In 1830, President Andrew Jackson signed the Indian Removal Act. The act removed 90,000 Native Americans from the rich agricultural lands east of the Mississippi and relocated them on the Great Plains. At the time, the United States government did not believe that the vast grasslands had any settlement value. However, things would change rapidly. At the conclusion of the U.S.-Mexican War (1845-48), Texas and California would join the Union, and only a short time later gold was discovered in California.
It didn't take long before a steady stream of settlers were traveling westward in search of their dreams. Almost always, the wagon trains gathered in cities like Independence or Kansas City, Missouri before making the 40 to 60 day cross country trip. These groups of wagons were largely occupied by European-Americans who mostly traveled to their destinations by way of the Santa Fe and Oregon Trails. Skirmishes between settlers and Indians soon became common. These constant skirmishes forced the government to come to terms with the Plains Indians. In return for safe passage of the settlers, the Sioux, Northern Cheyenne, Arapaho, and the Crow all agreed to accept an annuity payment of $50,000 for 50 years. In addition, they would occupy specific tribal lands. The money would not be paid in cash, but in food and goods instead. Everything went fine until 1854.
During the late part of the summer of 1854, large numbers of Sioux were camped near Fort Laramie waiting for their annual payment. Food had been scarce the following year because the buffalo were being hunted into extinction. In part, the Sioux now believed that the heavy traffic on the Oregon Trail was driving the buffalo away.
Then, on August 18th, a Mormon wagon train was traveling to Fort Laramie, when one of their cows was shot by a Sioux named High Forehead. Almost immediately, Chief Brave Bull went to Fort Laramie to settle things. He asked Lieutenant Fleming, to allow the matter of reparations to be settled by the Indian agent who was bringing them their annuity. Lieutenant Grattan, stepped in, and pointed out that their had been other recent incidents along the trail, and maybe they needed to be taught a lesson.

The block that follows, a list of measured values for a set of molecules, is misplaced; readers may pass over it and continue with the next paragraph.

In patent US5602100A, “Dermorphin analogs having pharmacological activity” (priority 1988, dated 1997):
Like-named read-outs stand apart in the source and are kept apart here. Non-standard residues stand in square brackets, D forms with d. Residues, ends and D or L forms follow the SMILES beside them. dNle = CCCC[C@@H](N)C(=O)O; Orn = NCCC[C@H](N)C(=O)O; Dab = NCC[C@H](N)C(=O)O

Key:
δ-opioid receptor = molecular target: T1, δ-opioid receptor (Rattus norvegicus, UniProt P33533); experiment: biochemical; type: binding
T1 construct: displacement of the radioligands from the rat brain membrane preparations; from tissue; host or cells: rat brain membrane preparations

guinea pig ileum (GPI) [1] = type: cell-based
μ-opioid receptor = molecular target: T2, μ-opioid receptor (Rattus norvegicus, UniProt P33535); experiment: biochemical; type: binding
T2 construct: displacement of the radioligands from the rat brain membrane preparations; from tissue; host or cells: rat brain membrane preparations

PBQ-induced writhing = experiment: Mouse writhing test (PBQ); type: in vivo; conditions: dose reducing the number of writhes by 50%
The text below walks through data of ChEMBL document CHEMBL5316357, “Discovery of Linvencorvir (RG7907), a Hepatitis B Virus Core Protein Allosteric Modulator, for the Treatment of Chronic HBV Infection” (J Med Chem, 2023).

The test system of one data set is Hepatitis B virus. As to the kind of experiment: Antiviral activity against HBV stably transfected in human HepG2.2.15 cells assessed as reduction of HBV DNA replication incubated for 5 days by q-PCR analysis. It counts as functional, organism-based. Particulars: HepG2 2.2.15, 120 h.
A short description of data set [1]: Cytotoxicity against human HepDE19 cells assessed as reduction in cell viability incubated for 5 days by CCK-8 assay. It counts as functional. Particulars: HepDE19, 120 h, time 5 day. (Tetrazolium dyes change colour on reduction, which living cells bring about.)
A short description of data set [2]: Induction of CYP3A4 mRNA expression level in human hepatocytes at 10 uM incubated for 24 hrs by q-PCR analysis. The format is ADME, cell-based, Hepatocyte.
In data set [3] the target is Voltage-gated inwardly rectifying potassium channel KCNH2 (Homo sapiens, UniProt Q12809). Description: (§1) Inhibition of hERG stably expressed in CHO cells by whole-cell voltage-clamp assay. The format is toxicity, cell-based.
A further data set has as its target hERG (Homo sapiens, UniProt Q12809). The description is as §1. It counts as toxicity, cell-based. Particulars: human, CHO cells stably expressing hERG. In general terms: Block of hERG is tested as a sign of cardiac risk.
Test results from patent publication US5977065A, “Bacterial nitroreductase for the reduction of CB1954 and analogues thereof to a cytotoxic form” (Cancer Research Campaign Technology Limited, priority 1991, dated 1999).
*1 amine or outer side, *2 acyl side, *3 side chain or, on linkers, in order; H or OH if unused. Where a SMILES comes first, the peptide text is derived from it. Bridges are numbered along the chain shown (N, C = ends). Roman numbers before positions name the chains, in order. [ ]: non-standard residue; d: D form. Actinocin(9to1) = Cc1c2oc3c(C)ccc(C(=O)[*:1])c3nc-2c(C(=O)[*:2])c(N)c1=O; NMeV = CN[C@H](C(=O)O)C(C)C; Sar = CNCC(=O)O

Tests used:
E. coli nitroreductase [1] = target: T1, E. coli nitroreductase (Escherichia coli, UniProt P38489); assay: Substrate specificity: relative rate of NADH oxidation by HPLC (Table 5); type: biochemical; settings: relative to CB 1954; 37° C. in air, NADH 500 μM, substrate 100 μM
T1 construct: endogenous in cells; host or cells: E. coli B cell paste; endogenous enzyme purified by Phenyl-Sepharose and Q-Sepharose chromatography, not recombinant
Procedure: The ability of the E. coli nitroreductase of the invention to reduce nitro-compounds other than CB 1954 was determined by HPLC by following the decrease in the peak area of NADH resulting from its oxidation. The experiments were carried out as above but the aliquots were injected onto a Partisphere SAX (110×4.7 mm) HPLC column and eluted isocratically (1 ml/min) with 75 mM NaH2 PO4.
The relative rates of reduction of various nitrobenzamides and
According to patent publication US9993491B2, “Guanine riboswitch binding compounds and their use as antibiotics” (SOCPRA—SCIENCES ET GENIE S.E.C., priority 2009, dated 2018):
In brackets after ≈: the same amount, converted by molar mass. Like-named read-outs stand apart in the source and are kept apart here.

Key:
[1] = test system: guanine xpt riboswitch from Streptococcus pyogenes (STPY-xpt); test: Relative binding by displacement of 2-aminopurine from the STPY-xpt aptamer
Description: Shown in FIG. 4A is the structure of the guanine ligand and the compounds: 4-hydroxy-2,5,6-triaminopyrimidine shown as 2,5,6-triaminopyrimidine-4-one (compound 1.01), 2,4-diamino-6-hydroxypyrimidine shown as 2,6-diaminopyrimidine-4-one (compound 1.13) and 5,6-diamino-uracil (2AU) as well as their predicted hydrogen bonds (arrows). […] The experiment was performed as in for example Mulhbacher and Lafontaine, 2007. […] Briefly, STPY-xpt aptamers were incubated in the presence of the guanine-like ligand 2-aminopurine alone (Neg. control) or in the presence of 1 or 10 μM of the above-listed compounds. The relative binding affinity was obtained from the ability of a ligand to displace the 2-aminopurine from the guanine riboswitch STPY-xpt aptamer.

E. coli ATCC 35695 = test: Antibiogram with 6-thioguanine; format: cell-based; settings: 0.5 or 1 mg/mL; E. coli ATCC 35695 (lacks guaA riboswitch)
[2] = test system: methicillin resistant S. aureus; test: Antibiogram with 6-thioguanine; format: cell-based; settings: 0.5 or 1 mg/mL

Eventually, Fleming agreed, and he ordered Grattan to the nearby Sioux camp to arrest the man who killed the cow. Grattan arrived with 27 infantrymen, two officers, a fur trader, an interpreter and two howitzer cannons. Again, Chief Brave Bear asked that they wait and have the Indian agent solve the problem. When he realized he was talking to deaf ears, Brave Bear told Lt. Grattan that it wasn't a big thing, and he offered several horses to make up for the cow that apparently had already been eaten. However, Lt. Grattan was determined to take him in, and the more determined he became the more determined Brave Bear and High Forehead were that High Forehead was not going with them. Suddenly, shots were fired, and both Big Bear and Lt. Grattan were wounded. Immediately, the soldiers attempted to flee back to safety of the Fort Laramie. Only one soldier, and the fur trader made it back alive to describe the “massacre.” Newspapers everywhere carried the story. This battle set off a 50 year conflict that historians call the Plains Indian Wars.